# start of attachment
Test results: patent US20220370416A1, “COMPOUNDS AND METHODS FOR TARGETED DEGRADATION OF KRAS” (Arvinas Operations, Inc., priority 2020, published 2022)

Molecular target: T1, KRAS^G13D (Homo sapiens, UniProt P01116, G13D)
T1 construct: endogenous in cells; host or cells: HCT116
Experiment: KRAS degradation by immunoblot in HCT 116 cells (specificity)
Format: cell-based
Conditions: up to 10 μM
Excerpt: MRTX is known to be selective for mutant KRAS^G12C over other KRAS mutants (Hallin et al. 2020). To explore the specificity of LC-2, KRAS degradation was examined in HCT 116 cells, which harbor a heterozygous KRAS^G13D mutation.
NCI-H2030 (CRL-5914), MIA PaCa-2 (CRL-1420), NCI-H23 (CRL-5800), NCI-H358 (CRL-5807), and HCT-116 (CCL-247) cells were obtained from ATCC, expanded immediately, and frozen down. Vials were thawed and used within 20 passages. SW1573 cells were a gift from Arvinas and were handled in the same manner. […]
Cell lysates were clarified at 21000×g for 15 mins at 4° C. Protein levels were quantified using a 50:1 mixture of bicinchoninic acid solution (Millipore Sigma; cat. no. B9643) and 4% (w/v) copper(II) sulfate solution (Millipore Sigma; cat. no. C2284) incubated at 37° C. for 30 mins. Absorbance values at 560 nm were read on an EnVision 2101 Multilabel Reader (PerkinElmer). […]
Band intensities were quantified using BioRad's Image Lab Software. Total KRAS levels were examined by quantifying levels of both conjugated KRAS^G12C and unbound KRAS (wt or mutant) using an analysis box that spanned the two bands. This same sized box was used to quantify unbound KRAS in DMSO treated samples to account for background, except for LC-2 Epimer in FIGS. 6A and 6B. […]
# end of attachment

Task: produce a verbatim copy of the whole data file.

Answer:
Test results: patent US20220370416A1, “COMPOUNDS AND METHODS FOR TARGETED DEGRADATION OF KRAS” (Arvinas Operations, Inc., priority 2020, published 2022)

Molecular target: T1, KRAS^G13D (Homo sapiens, UniProt P01116, G13D)
T1 construct: endogenous in cells; host or cells: HCT116
Experiment: KRAS degradation by immunoblot in HCT 116 cells (specificity)
Format: cell-based
Conditions: up to 10 μM
Excerpt: MRTX is known to be selective for mutant KRAS^G12C over other KRAS mutants (Hallin et al. 2020). To explore the specificity of LC-2, KRAS degradation was examined in HCT 116 cells, which harbor a heterozygous KRAS^G13D mutation.
NCI-H2030 (CRL-5914), MIA PaCa-2 (CRL-1420), NCI-H23 (CRL-5800), NCI-H358 (CRL-5807), and HCT-116 (CCL-247) cells were obtained from ATCC, expanded immediately, and frozen down. Vials were thawed and used within 20 passages. SW1573 cells were a gift from Arvinas and were handled in the same manner. […]
Cell lysates were clarified at 21000×g for 15 mins at 4° C. Protein levels were quantified using a 50:1 mixture of bicinchoninic acid solution (Millipore Sigma; cat. no. B9643) and 4% (w/v) copper(II) sulfate solution (Millipore Sigma; cat. no. C2284) incubated at 37° C. for 30 mins. Absorbance values at 560 nm were read on an EnVision 2101 Multilabel Reader (PerkinElmer). […]
Band intensities were quantified using BioRad's Image Lab Software. Total KRAS levels were examined by quantifying levels of both conjugated KRAS^G12C and unbound KRAS (wt or mutant) using an analysis box that spanned the two bands. This same sized box was used to quantify unbound KRAS in DMSO treated samples to account for background, except for LC-2 Epimer in FIGS. 6A and 6B. […]